Arts and Culture

A Promising Night

By Chloe Fiske


As prom creeps around the corner, the girls start to regret their dress choices while the guys scramble to rent suits last minute. Fueled by extravagant promises made by teen movies, prom appears to be the biggest night of the year. You sport the most expensive outfit you’ll ever wear in high school, shoveling hors d’oeuvres into your mouth because you forgot to eat all day. That’s prom! But how did we get here? How did prom become prom?

According to, it all started in the 1920s: the era of flappers, consumerism, and speakeasies. After the first World War, the American economy was booming, and so was the party circuit. Upper echelon families would participate in debutante balls, which were elegant parties dedicated to showing off adolescent girls to eligible young men. The middle class, unable to attend such events, decided to make their ball and named it prom, short for promenade. These proms were not only fun, but also

cheaper, piquing the interest of the lower class. Because of this interest, prom became a school-sponsored event by the 1930s. By the 1980s, movies such as “Pretty in Pink” and “Footloose” depicted prom as the most important night in a teen’s life: one with infinite possibilities. Movies like these paved the way for how we see it today.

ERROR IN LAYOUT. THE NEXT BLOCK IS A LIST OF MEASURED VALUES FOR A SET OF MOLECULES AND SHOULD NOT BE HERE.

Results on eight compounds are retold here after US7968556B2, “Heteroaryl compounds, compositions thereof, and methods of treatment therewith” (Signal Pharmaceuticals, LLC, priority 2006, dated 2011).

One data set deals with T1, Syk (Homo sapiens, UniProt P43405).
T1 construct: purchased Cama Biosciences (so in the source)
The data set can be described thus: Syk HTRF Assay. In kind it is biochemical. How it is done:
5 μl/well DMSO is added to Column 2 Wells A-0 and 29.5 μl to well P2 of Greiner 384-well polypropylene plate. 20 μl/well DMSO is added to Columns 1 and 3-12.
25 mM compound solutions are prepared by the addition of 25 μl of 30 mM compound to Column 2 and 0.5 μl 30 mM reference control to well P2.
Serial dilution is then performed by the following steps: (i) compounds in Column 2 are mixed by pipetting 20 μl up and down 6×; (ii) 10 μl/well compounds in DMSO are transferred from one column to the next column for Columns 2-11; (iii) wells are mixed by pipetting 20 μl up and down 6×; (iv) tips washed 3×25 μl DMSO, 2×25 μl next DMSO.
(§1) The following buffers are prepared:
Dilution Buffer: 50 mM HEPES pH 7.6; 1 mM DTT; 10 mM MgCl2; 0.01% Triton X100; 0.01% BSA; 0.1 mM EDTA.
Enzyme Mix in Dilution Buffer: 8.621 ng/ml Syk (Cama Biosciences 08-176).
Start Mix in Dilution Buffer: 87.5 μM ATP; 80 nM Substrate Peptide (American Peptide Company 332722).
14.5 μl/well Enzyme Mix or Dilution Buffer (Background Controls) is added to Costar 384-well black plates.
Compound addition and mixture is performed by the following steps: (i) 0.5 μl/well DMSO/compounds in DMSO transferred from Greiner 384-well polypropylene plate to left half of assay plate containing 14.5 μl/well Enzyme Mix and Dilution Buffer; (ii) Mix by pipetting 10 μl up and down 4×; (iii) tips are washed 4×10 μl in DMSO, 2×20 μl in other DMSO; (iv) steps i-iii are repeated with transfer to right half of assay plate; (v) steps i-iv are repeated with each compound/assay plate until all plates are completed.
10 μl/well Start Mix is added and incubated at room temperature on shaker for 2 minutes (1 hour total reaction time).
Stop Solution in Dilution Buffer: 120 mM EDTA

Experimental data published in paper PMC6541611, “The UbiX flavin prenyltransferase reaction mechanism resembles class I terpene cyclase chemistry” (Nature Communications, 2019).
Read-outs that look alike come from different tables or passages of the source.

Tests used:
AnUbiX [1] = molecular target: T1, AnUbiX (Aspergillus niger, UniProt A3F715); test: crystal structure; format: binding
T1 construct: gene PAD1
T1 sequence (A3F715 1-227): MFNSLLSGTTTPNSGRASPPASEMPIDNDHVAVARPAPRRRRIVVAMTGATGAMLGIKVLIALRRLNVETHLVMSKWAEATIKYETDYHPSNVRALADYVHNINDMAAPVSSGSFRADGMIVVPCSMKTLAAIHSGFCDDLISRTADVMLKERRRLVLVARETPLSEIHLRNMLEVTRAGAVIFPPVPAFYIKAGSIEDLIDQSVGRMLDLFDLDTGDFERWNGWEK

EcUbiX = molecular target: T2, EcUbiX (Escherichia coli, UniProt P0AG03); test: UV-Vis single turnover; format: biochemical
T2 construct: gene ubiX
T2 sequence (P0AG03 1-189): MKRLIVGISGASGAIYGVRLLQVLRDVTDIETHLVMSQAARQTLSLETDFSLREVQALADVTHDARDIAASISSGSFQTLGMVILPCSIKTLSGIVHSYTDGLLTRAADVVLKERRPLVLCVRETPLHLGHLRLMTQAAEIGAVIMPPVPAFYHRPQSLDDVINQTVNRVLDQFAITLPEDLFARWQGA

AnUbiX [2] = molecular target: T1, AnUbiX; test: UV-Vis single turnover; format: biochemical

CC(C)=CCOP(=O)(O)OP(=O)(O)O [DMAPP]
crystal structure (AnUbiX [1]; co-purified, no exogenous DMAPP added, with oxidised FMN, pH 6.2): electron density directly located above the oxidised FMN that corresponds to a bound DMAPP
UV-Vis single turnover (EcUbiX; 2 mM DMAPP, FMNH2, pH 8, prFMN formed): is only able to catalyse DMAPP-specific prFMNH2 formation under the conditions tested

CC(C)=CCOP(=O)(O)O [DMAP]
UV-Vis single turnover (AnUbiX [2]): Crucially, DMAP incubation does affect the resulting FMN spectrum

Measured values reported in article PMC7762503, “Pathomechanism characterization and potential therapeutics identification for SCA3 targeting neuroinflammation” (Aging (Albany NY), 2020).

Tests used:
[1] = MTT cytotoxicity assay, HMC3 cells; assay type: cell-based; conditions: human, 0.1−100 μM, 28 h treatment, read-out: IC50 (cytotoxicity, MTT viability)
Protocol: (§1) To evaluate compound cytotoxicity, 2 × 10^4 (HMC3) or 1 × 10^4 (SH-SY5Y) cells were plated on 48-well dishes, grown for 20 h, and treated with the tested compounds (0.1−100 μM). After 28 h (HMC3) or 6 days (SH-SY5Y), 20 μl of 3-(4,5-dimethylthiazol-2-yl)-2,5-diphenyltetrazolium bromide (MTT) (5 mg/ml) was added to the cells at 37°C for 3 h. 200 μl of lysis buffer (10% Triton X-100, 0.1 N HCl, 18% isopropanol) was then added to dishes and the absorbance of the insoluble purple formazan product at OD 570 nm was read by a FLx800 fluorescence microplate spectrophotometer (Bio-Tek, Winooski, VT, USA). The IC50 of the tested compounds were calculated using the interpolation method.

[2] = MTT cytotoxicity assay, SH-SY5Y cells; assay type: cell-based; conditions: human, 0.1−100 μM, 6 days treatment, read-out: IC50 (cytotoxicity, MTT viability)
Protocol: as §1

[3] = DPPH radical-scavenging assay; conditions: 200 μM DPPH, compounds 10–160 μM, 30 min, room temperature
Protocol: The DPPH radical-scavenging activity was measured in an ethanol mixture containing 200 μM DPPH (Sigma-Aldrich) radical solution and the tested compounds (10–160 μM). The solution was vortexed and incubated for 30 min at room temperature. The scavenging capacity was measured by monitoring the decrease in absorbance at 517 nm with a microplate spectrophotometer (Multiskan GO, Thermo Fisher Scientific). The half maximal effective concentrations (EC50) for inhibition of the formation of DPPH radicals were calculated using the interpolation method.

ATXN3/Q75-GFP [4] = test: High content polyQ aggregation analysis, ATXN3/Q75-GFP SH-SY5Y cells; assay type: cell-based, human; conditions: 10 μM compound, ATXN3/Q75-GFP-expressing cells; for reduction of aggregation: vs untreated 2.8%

Pinewood is no stranger to prom. History teacher and Pinewood alumnus Cameron Helvey recalls his high school prom experience.

“Sophomore year prom was in an abandoned warehouse that was renovated into some sort of event space. Senior year was on Angel Island; that was really fun. We rented a party bus one year and a limo the other,” Helvey said.

In the past years, Pinewood prom hasn’t changed much. Last year’s prom at the Fairmont was beautiful, and this year at Filoli promises to be no different. Who knows? Maybe this one will end with my own “Pretty in Pink” moment, but I’ll probably just fall asleep in my bed with a full face of makeup at 2 a.m.